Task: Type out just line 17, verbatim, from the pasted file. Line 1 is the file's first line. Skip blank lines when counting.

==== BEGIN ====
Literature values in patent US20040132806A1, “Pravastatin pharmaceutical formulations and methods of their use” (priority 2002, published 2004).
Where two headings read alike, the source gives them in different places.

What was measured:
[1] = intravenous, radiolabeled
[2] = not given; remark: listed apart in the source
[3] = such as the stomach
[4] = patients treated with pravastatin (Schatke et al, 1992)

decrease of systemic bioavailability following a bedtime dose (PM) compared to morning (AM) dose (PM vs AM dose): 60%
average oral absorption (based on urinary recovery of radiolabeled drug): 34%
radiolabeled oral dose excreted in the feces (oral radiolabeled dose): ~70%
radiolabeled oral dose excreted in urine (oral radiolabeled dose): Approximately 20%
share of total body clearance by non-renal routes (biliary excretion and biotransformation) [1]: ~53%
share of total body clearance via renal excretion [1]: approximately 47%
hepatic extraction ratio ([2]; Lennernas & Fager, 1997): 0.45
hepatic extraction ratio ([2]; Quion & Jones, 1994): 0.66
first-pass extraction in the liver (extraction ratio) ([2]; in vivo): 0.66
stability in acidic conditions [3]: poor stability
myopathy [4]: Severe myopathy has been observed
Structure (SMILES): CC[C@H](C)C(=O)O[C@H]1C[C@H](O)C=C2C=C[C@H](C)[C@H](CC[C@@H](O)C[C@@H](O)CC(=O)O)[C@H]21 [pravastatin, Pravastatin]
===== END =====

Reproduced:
stability in acidic conditions [3]: poor stability